‘Green’ Information Technology (IT) Strategies & Practices
In the last thirty-five years the message has been clear, but ignored. The world is being held over a barrel - an oil barrel - when it comes to energy. It's time to diversify our sources of energy. The public and private sectors need to take the initiative to lead the way into our diversified energy future where the centerpiece of our world's long-range strategy ought to be conservation and increased usage of solar, wind, water power coupled with other sources of energy currently used by all sectors of the economy.
Imagine a future where we have millions of businesses and homes are constructed and equipped with 'hybrid solar, wind and traditional energy systems. One where people are able to sell excess energy they generate back to the national power grid. The role of stenergy utility companies in the 21 century ought to change from a centralized approach
toward energy production to a more decentralized approach where citizens begin to
'partner' with their utility companies.
Many of today‟s business leaders now recognize that a corporate program in sustainability or 'green' technology often yields profits, and managers around the world are beginning to capitalize on this. Some more far seeing companies are proactively adopting and promoting practices that will benefit our environment in every aspect of their business.
Sustainability - that stage of economic and technical development where the use of material and energy is at a steady state. By 1999, humans were using 120% of the natural resources the Earth was able to regenerate. In other words, it would require 1.2 'Earths' to regenerate what humanity used in 1999 (Wackernakel et al 2002), and the situations has only gotten worse since then.
Sustainable development requires that private corporations adopt 'green technology', which in many cases may also improve a firm's profitability. When this occurs, the
actions are simply good business and are morally neutral – neither good nor bad. If
'greening' may harm a company financially, then green technology is typically not adopted.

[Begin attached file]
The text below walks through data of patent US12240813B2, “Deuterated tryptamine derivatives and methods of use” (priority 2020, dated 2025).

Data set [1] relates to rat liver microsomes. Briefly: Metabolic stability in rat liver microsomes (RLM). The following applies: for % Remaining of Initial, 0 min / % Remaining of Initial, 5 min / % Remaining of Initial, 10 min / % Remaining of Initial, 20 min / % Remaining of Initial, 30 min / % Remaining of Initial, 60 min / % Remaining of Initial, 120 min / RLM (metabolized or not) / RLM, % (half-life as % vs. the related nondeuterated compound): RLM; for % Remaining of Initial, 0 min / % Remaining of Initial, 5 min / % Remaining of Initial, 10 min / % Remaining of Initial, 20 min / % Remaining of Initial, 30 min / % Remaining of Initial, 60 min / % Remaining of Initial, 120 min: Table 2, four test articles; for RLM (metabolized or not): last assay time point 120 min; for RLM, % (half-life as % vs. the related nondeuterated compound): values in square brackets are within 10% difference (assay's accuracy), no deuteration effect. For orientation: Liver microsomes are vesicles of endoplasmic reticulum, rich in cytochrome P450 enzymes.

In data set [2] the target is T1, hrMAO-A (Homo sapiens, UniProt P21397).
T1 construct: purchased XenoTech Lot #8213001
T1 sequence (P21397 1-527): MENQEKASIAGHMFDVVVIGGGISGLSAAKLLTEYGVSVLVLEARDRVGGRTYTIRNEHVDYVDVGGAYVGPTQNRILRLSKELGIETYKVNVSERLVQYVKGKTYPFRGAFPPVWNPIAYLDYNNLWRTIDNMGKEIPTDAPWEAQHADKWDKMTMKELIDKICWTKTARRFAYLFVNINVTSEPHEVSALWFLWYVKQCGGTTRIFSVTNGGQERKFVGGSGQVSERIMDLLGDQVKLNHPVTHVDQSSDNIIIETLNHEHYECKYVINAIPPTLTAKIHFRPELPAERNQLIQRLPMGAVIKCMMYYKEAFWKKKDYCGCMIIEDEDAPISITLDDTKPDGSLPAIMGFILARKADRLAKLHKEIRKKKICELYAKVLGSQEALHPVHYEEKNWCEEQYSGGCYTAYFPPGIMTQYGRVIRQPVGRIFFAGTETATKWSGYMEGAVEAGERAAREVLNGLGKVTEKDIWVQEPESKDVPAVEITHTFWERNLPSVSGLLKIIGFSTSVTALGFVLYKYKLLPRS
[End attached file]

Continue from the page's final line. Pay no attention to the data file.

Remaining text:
A 2007 Human Resources survey by Adecco showed that companies are highlighting their green activities to market themselves and attract new employees. A more recent survey by National Geographic magazine in 2008 found that more than 80 percent of U.S. workers believe it is important to work for a company or organization that makes the environment a top priority. See http://www.greenbiz.com/feature/2008/06/08/corporate-
All major organizations today should incorporate a commitment to using 'green' technology in their corporate vision statement. Their plans and policies should include a commitment to:
- green computing, recycling, and waste management;
- green computer systems constructed of biodegradable materials;
- green computer systems that are energy efficient;
- computer systems powered by „hybrid‟ green energy sources;
- green computers and energy conservation;
- computer systems housed in green buildings;
- green operating practices and procedures; and
- green „open source‟ software solutions.
‘Green’ Programs and Practices
‘Green’ Computing, Recycling, and Waste Management
A large amount of waste from consumers, businesses, and government agencies comes from old electronic equipment and activities associated with using them. In June 1997, an interesting study was done at Carnegie Mellon University on "The Disposition and End-of-Life Options for Personal Computers". See
Imagine buying a new computer monitor and when you get home you take your old one and just bury it in the garden. Three years later the monitor has biodegraded and your prized petunias are flourishing. In 2006, the world's first 100% biodegradable computer components began to be produced by MicroPro, a company based in Dublin, Ireland, that produces eco-friendly computers, keyboards, mice and flat-panel monitors. See